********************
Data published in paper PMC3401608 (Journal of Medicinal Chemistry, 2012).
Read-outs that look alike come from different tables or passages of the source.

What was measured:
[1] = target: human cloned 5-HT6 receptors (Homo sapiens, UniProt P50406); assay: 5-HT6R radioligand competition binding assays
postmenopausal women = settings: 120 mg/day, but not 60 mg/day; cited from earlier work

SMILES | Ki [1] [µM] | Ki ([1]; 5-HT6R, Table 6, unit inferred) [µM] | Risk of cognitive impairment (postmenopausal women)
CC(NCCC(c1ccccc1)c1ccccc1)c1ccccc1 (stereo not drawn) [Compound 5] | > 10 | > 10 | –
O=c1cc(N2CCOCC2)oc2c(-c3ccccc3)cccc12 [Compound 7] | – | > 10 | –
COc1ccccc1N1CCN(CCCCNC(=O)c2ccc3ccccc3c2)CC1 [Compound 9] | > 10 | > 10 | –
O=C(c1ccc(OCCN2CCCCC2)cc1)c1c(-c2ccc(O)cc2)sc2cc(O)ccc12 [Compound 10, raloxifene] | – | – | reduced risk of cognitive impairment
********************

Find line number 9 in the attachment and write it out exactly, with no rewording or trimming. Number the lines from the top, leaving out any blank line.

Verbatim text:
COc1ccccc1N1CCN(CCCCNC(=O)c2ccc3ccccc3c2)CC1 [Compound 9] | > 10 | > 10 | –